Shall we, or shall we not end this blood bath?

EDITORIAL 26 Aug 2020
Shall we, or shall we not end this blood bath?

If nothing else, we in this Newspaper remain very conscious of the widespread condemnation of acts of brutal killings, most of them very unprofessional in conventional wars. We have not only been conscious of the degree of atrocities committed by both parties in the conflict. We have vehemently joined the chorus in these condemnations because no right thinking person will watch such acts with consolation.
Across our borders, the image of the country has been blackened by our “New Found Culture” of killing ourselves brutally to the point that, the U.S. Ambassador had to wade in, to describe the attacks as “Senseless”. South West Chiefs did not feel any better, when they described such acts as shameful and undignified. In another incident, at least 15 persons who are said to have been identified as “Amba Fighters” were reportedly beaten to death. Even this too, is brutal killing. Isn’t it painful that we have degenerated into a nation that cares little about flesh and blood?
Whichever way we look at it, the truth is that civilians are losing their lives and it would not make any sense if those who are in positions to manage the crisis should allow politics, or their personal interests to be injected into a grave situation such as the Anglophone crisis have proved to be. For this reason, even as these gruesome acts pass through our minds and leave behind thorny tracks of emotions, the important question to ask, and which is being constantly asked is whether or not, we are prepared to put an end to this senseless conflict?
It may indeed sound a tricky question no doubt, especially when the government simply comes up with an appeal, urging an end to perpetration of what it clearly describes as unspeakable atrocities against the population. Our concern and worry over this government position is that, not much attention is being paid towards the option of peace through a meaningful dialogue.
We strongly believe that such appeals must be closely followed by a heartfelt government declaration of an unconditional ceasefire, as well as visible efforts in creating an enabling environment for the much needed dialogue. It is on record that, this has been the wish of everyone who feels concerned with the crisis in these two regions of the country, and have for so long been calling on government to embark on such a project, including even the international community.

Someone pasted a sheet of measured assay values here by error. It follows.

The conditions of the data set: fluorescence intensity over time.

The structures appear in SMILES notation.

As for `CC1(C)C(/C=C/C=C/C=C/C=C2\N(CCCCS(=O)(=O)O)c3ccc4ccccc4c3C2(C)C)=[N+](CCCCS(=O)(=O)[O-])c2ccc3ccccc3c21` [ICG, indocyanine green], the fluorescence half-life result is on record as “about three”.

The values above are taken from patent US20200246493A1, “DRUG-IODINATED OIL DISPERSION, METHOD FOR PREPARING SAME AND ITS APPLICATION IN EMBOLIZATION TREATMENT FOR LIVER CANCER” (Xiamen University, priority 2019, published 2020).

At a point however, the world did appreciate what seemed like a commendable move by government, to at least open a contact corridor into some preliminary talks with detained leaders of Separatists still being held in Yaounde. It was indeed a welcome move which brightened the day, hoping that the doors will be thrown widely open for real talks. But unfortunately these hopes disappeared all of a sudden in thin smoke. A government statement later simply watered it down as if after a second thought, it regretted its very action. It is unfortunate that since then, there have been little or no efforts to push forward the peace initiative which the world clearly perceived could make a difference on the ground as far as this crisis is concerned. All said, government’s lukewarm approach to the situation in the two Anglophone regions, simply suggests that somewhere along the line, most probably at the top of the ladder of the management class of this crisis, there may be enemies in the house, who would prefer war than peace or, probably genocide.
We still maintain our stand on this issue. We have had enough of the blood of our fellow Cameroonians spilled in what must not have been allowed to degenerate to the present situation. Now, we are left with the painful option of lamentation which, of course hardly produces any results. An unconditional ceasefire, followed by a meaningful dialogue is the only way out of this crisis, pride and prejudice aside. We urge government once more to heed to the voices of those who care for their good!

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